Either way, it can't be healthy to be breathing it.

    This might be a viable option for remote living conditions, but I don't
    think it has an acceptable place in the urban environment. Plus, it also
    plays havoc with with some of us amateur astronomers! <grin>
     
  8. Steve Spence

    Steve Spence Guest

    Your recollections must be pre epa approved wood stoves. that behavior you
    recollect is not allowed anymore. My woodburner produces little visible
    smoke. It's much cleaner than the pollutants outputted by an oil burner.
     
  9. Steve Spence

    Steve Spence Guest

    This article of faith as you suggest (you might want to find a new line,
    this one is old) is accomplished by 1800 degree burns, which gasify the wood
    to burn clean and efficiently. My oil burner used to leave a reddish brown
    stain on the roof that this unit does not.


    http://www.woodboilers.com/wood-gasification.asp

    The combustion system employed in Solo Plus boilers solves most of the
    problems associated with conventional wood boilers and outdoor water stoves.
    Here's why: The wood gasification combustion process in the Solo Plus boiler
    begins when the small, quiet draft fan turns on in response to the boiler's
    heat controls. The draft fan blows fresh air into the top of the firebox and
    down through the wood and live charcoal bed. This hot air and smoke mixture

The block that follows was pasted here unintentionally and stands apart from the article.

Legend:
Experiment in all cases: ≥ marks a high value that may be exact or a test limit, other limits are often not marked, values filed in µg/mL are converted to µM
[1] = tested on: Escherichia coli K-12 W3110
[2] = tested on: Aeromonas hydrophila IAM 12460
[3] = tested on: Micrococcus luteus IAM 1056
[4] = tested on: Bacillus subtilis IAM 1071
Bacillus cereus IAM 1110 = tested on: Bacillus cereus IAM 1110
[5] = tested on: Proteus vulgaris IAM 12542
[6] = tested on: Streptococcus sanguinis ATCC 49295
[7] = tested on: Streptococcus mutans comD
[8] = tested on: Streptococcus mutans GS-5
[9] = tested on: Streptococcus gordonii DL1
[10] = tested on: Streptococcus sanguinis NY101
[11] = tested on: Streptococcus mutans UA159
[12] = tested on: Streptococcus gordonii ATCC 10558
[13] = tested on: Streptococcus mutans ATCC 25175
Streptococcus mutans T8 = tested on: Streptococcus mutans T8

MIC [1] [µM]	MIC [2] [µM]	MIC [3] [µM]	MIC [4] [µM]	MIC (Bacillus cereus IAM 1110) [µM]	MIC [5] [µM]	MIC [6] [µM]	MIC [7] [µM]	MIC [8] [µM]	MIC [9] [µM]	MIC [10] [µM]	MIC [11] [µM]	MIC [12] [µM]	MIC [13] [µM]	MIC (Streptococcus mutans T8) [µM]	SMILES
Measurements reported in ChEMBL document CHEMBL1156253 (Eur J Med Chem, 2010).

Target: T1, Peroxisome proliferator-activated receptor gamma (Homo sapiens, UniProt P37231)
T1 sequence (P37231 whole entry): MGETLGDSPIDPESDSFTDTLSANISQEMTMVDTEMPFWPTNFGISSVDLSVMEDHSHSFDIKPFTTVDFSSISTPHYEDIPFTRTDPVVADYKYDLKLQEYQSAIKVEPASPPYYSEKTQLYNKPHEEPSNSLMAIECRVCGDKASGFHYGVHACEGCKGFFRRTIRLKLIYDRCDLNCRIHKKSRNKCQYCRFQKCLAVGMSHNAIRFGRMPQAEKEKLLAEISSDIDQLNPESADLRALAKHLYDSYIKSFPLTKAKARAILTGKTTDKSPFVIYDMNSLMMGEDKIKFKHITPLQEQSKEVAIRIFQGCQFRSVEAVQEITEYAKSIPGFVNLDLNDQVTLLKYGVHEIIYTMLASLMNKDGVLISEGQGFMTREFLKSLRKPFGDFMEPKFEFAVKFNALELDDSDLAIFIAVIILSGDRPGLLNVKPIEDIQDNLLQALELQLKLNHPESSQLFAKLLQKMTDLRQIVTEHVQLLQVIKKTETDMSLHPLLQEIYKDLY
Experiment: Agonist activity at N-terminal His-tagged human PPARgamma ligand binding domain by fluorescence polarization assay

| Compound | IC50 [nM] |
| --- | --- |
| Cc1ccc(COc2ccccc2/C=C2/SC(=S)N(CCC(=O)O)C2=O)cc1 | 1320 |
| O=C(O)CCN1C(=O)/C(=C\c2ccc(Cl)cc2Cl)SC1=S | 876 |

is forced through a slot in the top of the ceramic combustion chamber.
    Super-heated secondary air is then injected into these gases. The
    combination of the wood gas and smoke with the high temperature oxygen
    results in a super-hot 1800° flame in the ceramic combustion tunnel. This is
    the "Wow, that's unbelievable" process we call wood gasification. The gases
    stay in this hot, turbulent environment long enough to achieve extremely
    high combustion efficiency. The resultant heat passes into the vertical heat
    exchange tubes giving off heat to the boiler water for house heating and
    domestic hot water demands. The combination of optimum combustion and
    maximum heat exchange efficiency is what yields the unusually high overall
    boiler heating efficiencies of 80-85%.
     
  10. Roy Mock

    Roy Mock Guest

    I'm in a temperate part of the country where we do not use boilers nor
    central heating. Many of the older houses have chimneys which were coal
    fuelled once-upon-a-time [coal rich area]. However wood is more commonly
    available as a substiitute these days - so is gas or oil heating (but not in
    the urban/suburban areas).
    gasification.

    Our water heaters are rated on a 5 star scale. We are trying to reduce our
    electricity consumption as most of our electricity is coal fuelled - i.e. a
    major contributor to greenhouse gases.

    [snip]
     
  11. Guest

    I don't think that in .au, they care much for our EPA's rules. And
    their politicians seem even more eager than ours to ban things,
    regardless of the logical or scientific facts.

    With his thermal mass, I'd say electric hot water on a timer is the
    way to go.

    Dave